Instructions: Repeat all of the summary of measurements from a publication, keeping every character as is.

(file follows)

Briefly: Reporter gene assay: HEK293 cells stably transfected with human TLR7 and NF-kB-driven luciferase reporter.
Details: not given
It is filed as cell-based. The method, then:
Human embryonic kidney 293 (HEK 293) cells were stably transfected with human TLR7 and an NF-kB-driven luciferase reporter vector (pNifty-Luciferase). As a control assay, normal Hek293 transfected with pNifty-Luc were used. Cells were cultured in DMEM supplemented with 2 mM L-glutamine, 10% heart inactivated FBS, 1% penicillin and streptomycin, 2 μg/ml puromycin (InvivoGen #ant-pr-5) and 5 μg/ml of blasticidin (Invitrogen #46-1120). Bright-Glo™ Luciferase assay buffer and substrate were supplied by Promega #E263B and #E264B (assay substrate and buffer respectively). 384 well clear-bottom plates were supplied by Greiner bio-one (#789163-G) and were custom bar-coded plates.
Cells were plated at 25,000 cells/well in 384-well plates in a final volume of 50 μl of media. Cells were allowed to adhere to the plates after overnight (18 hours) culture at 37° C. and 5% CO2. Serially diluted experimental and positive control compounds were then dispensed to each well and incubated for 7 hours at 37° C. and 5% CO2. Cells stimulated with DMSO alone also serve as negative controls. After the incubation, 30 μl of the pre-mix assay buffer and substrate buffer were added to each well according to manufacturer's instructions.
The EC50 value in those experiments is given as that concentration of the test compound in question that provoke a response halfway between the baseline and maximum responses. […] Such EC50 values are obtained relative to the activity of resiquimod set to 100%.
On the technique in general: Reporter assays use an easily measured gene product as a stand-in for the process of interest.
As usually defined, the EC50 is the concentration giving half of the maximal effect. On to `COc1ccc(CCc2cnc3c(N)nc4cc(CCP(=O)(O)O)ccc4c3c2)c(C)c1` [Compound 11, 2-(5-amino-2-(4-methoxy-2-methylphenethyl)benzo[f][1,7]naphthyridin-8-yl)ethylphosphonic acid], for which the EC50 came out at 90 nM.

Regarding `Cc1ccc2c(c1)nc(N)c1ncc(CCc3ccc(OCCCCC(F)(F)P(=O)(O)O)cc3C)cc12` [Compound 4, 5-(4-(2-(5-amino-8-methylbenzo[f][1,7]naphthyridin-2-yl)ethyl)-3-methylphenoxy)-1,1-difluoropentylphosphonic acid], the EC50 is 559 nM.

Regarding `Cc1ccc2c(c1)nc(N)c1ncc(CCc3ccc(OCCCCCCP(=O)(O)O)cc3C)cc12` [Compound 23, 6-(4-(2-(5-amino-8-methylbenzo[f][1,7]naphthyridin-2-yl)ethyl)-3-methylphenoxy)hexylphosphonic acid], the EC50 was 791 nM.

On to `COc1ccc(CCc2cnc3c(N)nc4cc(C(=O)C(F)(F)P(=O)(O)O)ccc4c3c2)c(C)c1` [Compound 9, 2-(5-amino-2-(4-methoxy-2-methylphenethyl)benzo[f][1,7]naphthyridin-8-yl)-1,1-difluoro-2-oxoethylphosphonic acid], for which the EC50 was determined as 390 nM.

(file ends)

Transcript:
Briefly: Reporter gene assay: HEK293 cells stably transfected with human TLR7 and NF-kB-driven luciferase reporter.
Details: not given
It is filed as cell-based. The method, then:
Human embryonic kidney 293 (HEK 293) cells were stably transfected with human TLR7 and an NF-kB-driven luciferase reporter vector (pNifty-Luciferase). As a control assay, normal Hek293 transfected with pNifty-Luc were used. Cells were cultured in DMEM supplemented with 2 mM L-glutamine, 10% heart inactivated FBS, 1% penicillin and streptomycin, 2 μg/ml puromycin (InvivoGen #ant-pr-5) and 5 μg/ml of blasticidin (Invitrogen #46-1120). Bright-Glo™ Luciferase assay buffer and substrate were supplied by Promega #E263B and #E264B (assay substrate and buffer respectively). 384 well clear-bottom plates were supplied by Greiner bio-one (#789163-G) and were custom bar-coded plates.
Cells were plated at 25,000 cells/well in 384-well plates in a final volume of 50 μl of media. Cells were allowed to adhere to the plates after overnight (18 hours) culture at 37° C. and 5% CO2. Serially diluted experimental and positive control compounds were then dispensed to each well and incubated for 7 hours at 37° C. and 5% CO2. Cells stimulated with DMSO alone also serve as negative controls. After the incubation, 30 μl of the pre-mix assay buffer and substrate buffer were added to each well according to manufacturer's instructions.
The EC50 value in those experiments is given as that concentration of the test compound in question that provoke a response halfway between the baseline and maximum responses. […] Such EC50 values are obtained relative to the activity of resiquimod set to 100%.
On the technique in general: Reporter assays use an easily measured gene product as a stand-in for the process of interest.
As usually defined, the EC50 is the concentration giving half of the maximal effect. On to `COc1ccc(CCc2cnc3c(N)nc4cc(CCP(=O)(O)O)ccc4c3c2)c(C)c1` [Compound 11, 2-(5-amino-2-(4-methoxy-2-methylphenethyl)benzo[f][1,7]naphthyridin-8-yl)ethylphosphonic acid], for which the EC50 came out at 90 nM.

Regarding `Cc1ccc2c(c1)nc(N)c1ncc(CCc3ccc(OCCCCC(F)(F)P(=O)(O)O)cc3C)cc12` [Compound 4, 5-(4-(2-(5-amino-8-methylbenzo[f][1,7]naphthyridin-2-yl)ethyl)-3-methylphenoxy)-1,1-difluoropentylphosphonic acid], the EC50 is 559 nM.

Regarding `Cc1ccc2c(c1)nc(N)c1ncc(CCc3ccc(OCCCCCCP(=O)(O)O)cc3C)cc12` [Compound 23, 6-(4-(2-(5-amino-8-methylbenzo[f][1,7]naphthyridin-2-yl)ethyl)-3-methylphenoxy)hexylphosphonic acid], the EC50 was 791 nM.

On to `COc1ccc(CCc2cnc3c(N)nc4cc(C(=O)C(F)(F)P(=O)(O)O)ccc4c3c2)c(C)c1` [Compound 9, 2-(5-amino-2-(4-methoxy-2-methylphenethyl)benzo[f][1,7]naphthyridin-8-yl)-1,1-difluoro-2-oxoethylphosphonic acid], for which the EC50 was determined as 390 nM.